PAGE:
Network News Transfer Protocol
RFC 977

Document Type RFC - Proposed Standard (February 1986; No errata)
Obsoleted by RFC 3977
Last updated 2013-03-02
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Network Working Group                      Brian Kantor (U.C. San Diego)
Request for Comments: 977                   Phil Lapsley (U.C. Berkeley)
                                                           February 1986

                     Network News Transfer Protocol
                                    
                A Proposed Standard for the Stream-Based
                          Transmission of News

Status of This Memo

   NNTP specifies a protocol for the distribution, inquiry, retrieval,
   and posting of news articles using a reliable stream-based
   transmission of news among the ARPA-Internet community.  NNTP is
   designed so that news articles are stored in a central database
   allowing a subscriber to select only those items he wishes to read.
   Indexing, cross-referencing, and expiration of aged messages are also
   provided. This RFC suggests a proposed protocol for the ARPA-Internet
   community, and requests discussion and suggestions for improvements.
   Distribution of this memo is unlimited.

1.  Introduction

   For many years, the ARPA-Internet community has supported the
   distribution of bulletins, information, and data in a timely fashion
   to thousands of participants.  We collectively refer to such items of
   information as "news".  Such news provides for the rapid
   dissemination of items of interest such as software bug fixes, new
   product reviews, technical tips, and programming pointers, as well as
   rapid-fire discussions of matters of concern to the working computer
   professional. News is very popular among its readers.

   There are popularly two methods of distributing such news: the
   Internet method of direct mailing, and the USENET news system.

1.1.  Internet Mailing Lists

   The Internet community distributes news by the use of mailing lists.
   These are lists of subscriber's mailbox addresses and remailing
   sublists of all intended recipients.  These mailing lists operate by
   remailing a copy of the information to be distributed to each
   subscriber on the mailing list.  Such remailing is inefficient when a
   mailing list grows beyond a dozen or so people, since sending a
   separate copy to each of the subscribers occupies large quantities of
   network bandwidth, CPU resources, and significant amounts of disk
   storage at the destination host.  There is also a significant problem
   in maintenance of the list itself: as subscribers move from one job
   to another; as new subscribers join and old ones leave; and as hosts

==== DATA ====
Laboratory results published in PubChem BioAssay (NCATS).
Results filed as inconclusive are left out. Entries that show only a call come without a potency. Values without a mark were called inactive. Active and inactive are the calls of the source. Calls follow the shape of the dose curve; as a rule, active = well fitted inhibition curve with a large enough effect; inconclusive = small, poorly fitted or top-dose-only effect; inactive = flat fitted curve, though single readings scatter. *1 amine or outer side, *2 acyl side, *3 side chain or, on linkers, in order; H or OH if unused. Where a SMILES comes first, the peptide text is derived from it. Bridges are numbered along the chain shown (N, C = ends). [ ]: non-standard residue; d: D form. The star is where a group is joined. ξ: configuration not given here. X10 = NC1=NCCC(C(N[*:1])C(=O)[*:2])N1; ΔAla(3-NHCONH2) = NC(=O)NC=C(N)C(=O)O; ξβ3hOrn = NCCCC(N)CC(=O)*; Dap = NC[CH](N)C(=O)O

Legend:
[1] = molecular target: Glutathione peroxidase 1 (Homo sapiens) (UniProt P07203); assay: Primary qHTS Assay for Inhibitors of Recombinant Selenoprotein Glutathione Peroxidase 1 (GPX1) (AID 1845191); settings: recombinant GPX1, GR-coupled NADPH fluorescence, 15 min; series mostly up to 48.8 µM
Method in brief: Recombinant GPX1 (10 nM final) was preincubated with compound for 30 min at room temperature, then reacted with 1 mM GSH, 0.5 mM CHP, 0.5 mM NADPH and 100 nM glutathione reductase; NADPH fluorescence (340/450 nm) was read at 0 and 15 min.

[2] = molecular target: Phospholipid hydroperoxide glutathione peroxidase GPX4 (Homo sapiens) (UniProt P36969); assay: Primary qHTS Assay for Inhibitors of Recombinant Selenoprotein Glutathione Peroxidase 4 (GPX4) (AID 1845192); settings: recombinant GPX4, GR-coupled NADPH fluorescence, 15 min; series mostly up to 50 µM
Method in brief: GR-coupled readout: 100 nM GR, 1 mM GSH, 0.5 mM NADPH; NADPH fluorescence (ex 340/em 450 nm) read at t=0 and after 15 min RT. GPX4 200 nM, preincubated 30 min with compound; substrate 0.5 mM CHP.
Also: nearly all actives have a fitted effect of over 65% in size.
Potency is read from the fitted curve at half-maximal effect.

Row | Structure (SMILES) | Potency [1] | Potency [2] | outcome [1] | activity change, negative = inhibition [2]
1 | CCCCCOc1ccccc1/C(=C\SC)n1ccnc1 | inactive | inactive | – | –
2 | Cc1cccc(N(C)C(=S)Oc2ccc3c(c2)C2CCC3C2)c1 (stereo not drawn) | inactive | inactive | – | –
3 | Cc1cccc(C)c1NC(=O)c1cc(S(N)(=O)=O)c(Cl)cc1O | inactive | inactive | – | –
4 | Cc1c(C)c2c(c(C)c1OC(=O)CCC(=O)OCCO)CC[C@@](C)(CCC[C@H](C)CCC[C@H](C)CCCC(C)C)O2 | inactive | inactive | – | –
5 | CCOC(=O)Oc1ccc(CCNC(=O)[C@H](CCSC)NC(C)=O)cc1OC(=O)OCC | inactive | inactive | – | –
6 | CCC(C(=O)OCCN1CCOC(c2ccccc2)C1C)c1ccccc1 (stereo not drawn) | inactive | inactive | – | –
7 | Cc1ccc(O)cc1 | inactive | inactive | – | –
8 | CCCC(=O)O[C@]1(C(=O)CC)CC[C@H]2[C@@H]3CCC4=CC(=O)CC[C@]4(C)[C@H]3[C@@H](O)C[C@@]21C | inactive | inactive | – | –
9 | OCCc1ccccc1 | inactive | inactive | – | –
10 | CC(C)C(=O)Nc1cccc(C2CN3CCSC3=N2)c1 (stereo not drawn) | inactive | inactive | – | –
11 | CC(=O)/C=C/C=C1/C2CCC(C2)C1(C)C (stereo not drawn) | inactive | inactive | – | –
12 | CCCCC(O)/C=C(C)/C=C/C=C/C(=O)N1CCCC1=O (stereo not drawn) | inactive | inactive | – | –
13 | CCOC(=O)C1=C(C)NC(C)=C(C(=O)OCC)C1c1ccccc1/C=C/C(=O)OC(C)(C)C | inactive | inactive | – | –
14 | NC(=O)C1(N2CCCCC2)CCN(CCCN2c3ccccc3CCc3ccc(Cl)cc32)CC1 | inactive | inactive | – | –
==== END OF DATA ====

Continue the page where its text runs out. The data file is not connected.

come in and out of service.

Kantor & Lapsley                                                [Page 1]



RFC 977                                                    February 1986
Network News Transfer Protocol

1.2.  The USENET News System

   Clearly, a worthwhile reduction of the amount of these resources used
   can be achieved if articles are stored in a central database on the
   receiving host instead of in each subscriber's mailbox. The USENET
   news system provides a method of doing just this.  There is a central
   repository of the news articles in one place (customarily a spool
   directory of some sort), and a set of programs that allow a
   subscriber to select those items he wishes to read.  Indexing,
   cross-referencing, and expiration of aged messages are also provided.

1.3.  Central Storage of News

   For clusters of hosts connected together by fast local area networks
   (such as Ethernet), it makes even more sense to consolidate news
   distribution onto one (or a very few) hosts, and to allow access to
   these news articles using a server and client model.  Subscribers may
   then request only the articles they wish to see, without having to
   wastefully duplicate the storage of a copy of each item on each host.

1.4.  A Central News Server

   A way to achieve these economies is to have a central computer system
   that can provide news service to the other systems on the local area
   network.  Such a server would manage the collection of news articles
   and index files, with each person who desires to read news bulletins
   doing so over the LAN.  For a large cluster of computer systems, the
   savings in total disk space is clearly worthwhile.  Also, this allows
   workstations with limited disk storage space to participate in the
   news without incoming items consuming oppressive amounts of the
   workstation's disk storage.

   We have heard rumors of somewhat successful attempts to provide
   centralized news service using IBIS and other shared or distributed
   file systems.  While it is possible that such a distributed file
   system implementation might work well with a group of similar
   computers running nearly identical operating systems, such a scheme
   is not general enough to offer service to a wide range of client
   systems, especially when many diverse operating systems may be in use
   among a group of clients.  There are few (if any) shared or networked
   file systems that can offer the generality of service that stream
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